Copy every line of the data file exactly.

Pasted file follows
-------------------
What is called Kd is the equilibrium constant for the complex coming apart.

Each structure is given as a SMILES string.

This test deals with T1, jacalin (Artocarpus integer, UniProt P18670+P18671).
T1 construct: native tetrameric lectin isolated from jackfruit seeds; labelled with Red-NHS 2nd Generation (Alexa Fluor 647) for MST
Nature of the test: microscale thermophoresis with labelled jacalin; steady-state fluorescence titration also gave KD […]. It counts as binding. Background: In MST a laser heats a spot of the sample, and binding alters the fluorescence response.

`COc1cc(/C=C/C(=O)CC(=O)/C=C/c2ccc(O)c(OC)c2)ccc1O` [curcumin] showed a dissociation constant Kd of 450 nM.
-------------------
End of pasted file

What is called Kd is the equilibrium constant for the complex coming apart.

Each structure is given as a SMILES string.

This test deals with T1, jacalin (Artocarpus integer, UniProt P18670+P18671).
T1 construct: native tetrameric lectin isolated from jackfruit seeds; labelled with Red-NHS 2nd Generation (Alexa Fluor 647) for MST
Nature of the test: microscale thermophoresis with labelled jacalin; steady-state fluorescence titration also gave KD […]. It counts as binding. Background: In MST a laser heats a spot of the sample, and binding alters the fluorescence response.

`COc1cc(/C=C/C(=O)CC(=O)/C=C/c2ccc(O)c(OC)c2)ccc1O` [curcumin] showed a dissociation constant Kd of 450 nM.